Deadline for black farmers lawsuit May 11

May 6, 2012 in News, Statewide News, Top Stories

By Monica Land 

WASHINGTON – For decades, black farmers across the south were unjustly denied farm loans or subjected to longer waits for loan approval because of racism; and as a result, many of them lost their land, their farms and their homes.

They turned to the USDA and for years, they failed to hear the cry of the lowly black farmer. Timothy Pigford, of North Carolina, was one of them.

In 1976, Pigford was growing corn and soybeans on 75 leased acres when he applied for a USDA loan of $150,000 to buy his own farm.

Pigford was awarded a USDA operating loan for seeds, fertilizer and supplies. But year after year, he was denied a farm-ownership loan.

In 1984, Pigford testified before Congress that he was denied loans because of racism. Three months later, a USDA official in North Carolina told him that his application for a 1985 ownership loan, and for another operating loan, had been denied.

Pigford filed a discrimination complaint with the USDA. But as proceedings dragged on, he couldn’t pay back his original operating loan. His electricity was cut off for a year and in 1995, federal marshals seized his house under foreclosure proceedings.

In 1997, Pigford filed his discrimination suit. Two years later, a federal judge approved the settlement for $100 million.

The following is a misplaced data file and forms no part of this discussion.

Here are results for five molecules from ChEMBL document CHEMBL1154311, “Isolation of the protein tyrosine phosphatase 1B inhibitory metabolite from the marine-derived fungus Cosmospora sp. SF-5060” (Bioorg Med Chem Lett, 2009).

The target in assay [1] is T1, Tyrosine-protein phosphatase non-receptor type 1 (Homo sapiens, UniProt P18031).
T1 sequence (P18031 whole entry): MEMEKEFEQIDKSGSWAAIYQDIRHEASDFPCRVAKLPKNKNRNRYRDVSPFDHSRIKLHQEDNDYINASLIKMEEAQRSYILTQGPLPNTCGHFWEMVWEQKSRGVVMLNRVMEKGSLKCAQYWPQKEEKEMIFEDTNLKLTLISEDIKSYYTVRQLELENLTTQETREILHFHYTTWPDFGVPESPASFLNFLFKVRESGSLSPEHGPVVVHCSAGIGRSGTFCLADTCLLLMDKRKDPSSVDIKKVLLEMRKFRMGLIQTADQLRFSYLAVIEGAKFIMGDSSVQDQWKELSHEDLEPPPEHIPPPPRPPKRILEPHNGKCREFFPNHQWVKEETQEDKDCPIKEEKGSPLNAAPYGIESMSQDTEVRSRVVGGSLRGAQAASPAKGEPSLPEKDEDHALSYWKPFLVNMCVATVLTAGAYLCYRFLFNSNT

Timothy Pigford had won the largest civil rights settlement in United States history.

Scores of other black farmers benefited from Pigford’s efforts, even more so since December 2010 when President Barack Obama, who has been consistent in his backing of the claims of black farmers, allocated an additional $1.15 billion to fund claims in the settlement agreement.

Following Pigford’s initial suit, more than 13,000 farmers – able to provide proof of their claims of discrimination – were awarded $50,000 each and given debt relief in that package worth more than $1 billion.

But tens of thousands of claims were denied for missing the filing deadline. The settlement in Pigford II would allow these farmers to again make their claims.

“We have worked hard to address USDA’s checkered past so we can get to the business of helping farmers succeed,” USDA Secretary Tom Vilsack said in 2010. “The agreement reached today is an important milestone in putting these discriminatory claims behind us for good,” he added.

A deadline of May 11, 2012 has now been set for black farmers – and their heirs – who were discriminated against or denied loans by the USDA between the years of 1981 and 1996. Any foreclosure on farms with pending claims will be halted until the claims are addressed.

“These are people who have been promised things over the past and they haven’t transpired,” John Boyd Jr., founder and president of the National Black Farmers Association told Reuters.

“The plaintiffs can now move forward and have their claims heard — with the federal government standing not as an adversary, but as a partner,” said Attorney General Eric Holder.

For more information about the Black Farmer’s lawsuit deadline log onto: www.blackfarmercase.com or call 1-877-810-8110.